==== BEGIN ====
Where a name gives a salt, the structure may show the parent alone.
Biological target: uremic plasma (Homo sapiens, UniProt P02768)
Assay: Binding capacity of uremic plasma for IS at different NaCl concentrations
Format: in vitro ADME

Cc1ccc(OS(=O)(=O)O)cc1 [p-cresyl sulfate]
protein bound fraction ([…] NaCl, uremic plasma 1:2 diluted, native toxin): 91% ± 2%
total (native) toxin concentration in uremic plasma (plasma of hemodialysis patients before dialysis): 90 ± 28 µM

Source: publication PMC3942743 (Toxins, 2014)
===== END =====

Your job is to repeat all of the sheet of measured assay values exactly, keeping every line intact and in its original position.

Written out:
Where a name gives a salt, the structure may show the parent alone.
Biological target: uremic plasma (Homo sapiens, UniProt P02768)
Assay: Binding capacity of uremic plasma for IS at different NaCl concentrations
Format: in vitro ADME

Cc1ccc(OS(=O)(=O)O)cc1 [p-cresyl sulfate]
protein bound fraction ([…] NaCl, uremic plasma 1:2 diluted, native toxin): 91% ± 2%
total (native) toxin concentration in uremic plasma (plasma of hemodialysis patients before dialysis): 90 ± 28 µM

Source: publication PMC3942743 (Toxins, 2014)